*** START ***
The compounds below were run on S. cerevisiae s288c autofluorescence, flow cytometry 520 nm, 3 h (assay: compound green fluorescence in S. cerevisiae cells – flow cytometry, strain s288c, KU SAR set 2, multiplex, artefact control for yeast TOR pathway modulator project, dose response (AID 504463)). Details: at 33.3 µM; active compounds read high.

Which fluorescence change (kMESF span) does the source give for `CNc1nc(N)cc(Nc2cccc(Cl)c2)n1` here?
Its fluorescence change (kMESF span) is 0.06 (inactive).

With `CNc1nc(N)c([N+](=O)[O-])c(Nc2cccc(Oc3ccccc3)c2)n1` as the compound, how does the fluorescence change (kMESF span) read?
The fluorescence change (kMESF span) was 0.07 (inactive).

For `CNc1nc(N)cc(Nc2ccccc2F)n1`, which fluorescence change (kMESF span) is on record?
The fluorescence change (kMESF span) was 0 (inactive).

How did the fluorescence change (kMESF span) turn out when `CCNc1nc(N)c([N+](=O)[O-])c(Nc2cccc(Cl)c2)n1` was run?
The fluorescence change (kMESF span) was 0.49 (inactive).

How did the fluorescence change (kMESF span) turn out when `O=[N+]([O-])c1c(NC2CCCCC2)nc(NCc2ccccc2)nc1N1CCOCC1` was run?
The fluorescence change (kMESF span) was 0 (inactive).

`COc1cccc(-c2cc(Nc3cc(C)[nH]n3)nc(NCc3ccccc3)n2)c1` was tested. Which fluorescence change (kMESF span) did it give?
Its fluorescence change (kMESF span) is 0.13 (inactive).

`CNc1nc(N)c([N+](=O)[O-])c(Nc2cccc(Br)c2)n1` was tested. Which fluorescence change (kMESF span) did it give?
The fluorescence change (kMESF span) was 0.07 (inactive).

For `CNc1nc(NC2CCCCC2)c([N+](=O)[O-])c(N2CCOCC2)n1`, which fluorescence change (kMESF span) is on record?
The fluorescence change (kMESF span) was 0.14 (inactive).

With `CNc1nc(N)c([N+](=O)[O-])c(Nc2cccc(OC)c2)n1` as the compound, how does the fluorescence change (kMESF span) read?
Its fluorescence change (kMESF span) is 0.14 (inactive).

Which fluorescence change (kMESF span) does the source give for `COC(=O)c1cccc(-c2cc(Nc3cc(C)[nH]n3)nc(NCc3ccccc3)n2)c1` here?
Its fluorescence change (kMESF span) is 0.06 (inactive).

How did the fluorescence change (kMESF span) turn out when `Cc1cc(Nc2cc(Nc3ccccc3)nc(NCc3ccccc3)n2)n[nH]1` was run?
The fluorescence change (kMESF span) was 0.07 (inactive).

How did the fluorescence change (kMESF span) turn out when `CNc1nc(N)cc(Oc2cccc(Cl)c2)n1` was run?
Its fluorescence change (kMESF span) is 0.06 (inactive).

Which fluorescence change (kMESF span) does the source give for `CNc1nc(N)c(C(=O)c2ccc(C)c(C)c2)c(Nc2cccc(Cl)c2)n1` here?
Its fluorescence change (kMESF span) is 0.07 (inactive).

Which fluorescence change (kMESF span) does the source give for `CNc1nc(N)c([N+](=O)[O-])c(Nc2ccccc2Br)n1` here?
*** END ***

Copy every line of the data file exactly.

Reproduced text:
The compounds below were run on S. cerevisiae s288c autofluorescence, flow cytometry 520 nm, 3 h (assay: compound green fluorescence in S. cerevisiae cells – flow cytometry, strain s288c, KU SAR set 2, multiplex, artefact control for yeast TOR pathway modulator project, dose response (AID 504463)). Details: at 33.3 µM; active compounds read high.

Which fluorescence change (kMESF span) does the source give for `CNc1nc(N)cc(Nc2cccc(Cl)c2)n1` here?
Its fluorescence change (kMESF span) is 0.06 (inactive).

With `CNc1nc(N)c([N+](=O)[O-])c(Nc2cccc(Oc3ccccc3)c2)n1` as the compound, how does the fluorescence change (kMESF span) read?
The fluorescence change (kMESF span) was 0.07 (inactive).

For `CNc1nc(N)cc(Nc2ccccc2F)n1`, which fluorescence change (kMESF span) is on record?
The fluorescence change (kMESF span) was 0 (inactive).

How did the fluorescence change (kMESF span) turn out when `CCNc1nc(N)c([N+](=O)[O-])c(Nc2cccc(Cl)c2)n1` was run?
The fluorescence change (kMESF span) was 0.49 (inactive).

How did the fluorescence change (kMESF span) turn out when `O=[N+]([O-])c1c(NC2CCCCC2)nc(NCc2ccccc2)nc1N1CCOCC1` was run?
The fluorescence change (kMESF span) was 0 (inactive).

`COc1cccc(-c2cc(Nc3cc(C)[nH]n3)nc(NCc3ccccc3)n2)c1` was tested. Which fluorescence change (kMESF span) did it give?
Its fluorescence change (kMESF span) is 0.13 (inactive).

`CNc1nc(N)c([N+](=O)[O-])c(Nc2cccc(Br)c2)n1` was tested. Which fluorescence change (kMESF span) did it give?
The fluorescence change (kMESF span) was 0.07 (inactive).

For `CNc1nc(NC2CCCCC2)c([N+](=O)[O-])c(N2CCOCC2)n1`, which fluorescence change (kMESF span) is on record?
The fluorescence change (kMESF span) was 0.14 (inactive).

With `CNc1nc(N)c([N+](=O)[O-])c(Nc2cccc(OC)c2)n1` as the compound, how does the fluorescence change (kMESF span) read?
Its fluorescence change (kMESF span) is 0.14 (inactive).

Which fluorescence change (kMESF span) does the source give for `COC(=O)c1cccc(-c2cc(Nc3cc(C)[nH]n3)nc(NCc3ccccc3)n2)c1` here?
Its fluorescence change (kMESF span) is 0.06 (inactive).

How did the fluorescence change (kMESF span) turn out when `Cc1cc(Nc2cc(Nc3ccccc3)nc(NCc3ccccc3)n2)n[nH]1` was run?
The fluorescence change (kMESF span) was 0.07 (inactive).

How did the fluorescence change (kMESF span) turn out when `CNc1nc(N)cc(Oc2cccc(Cl)c2)n1` was run?
Its fluorescence change (kMESF span) is 0.06 (inactive).

Which fluorescence change (kMESF span) does the source give for `CNc1nc(N)c(C(=O)c2ccc(C)c(C)c2)c(Nc2cccc(Cl)c2)n1` here?
Its fluorescence change (kMESF span) is 0.07 (inactive).

Which fluorescence change (kMESF span) does the source give for `CNc1nc(N)c([N+](=O)[O-])c(Nc2ccccc2Br)n1` here?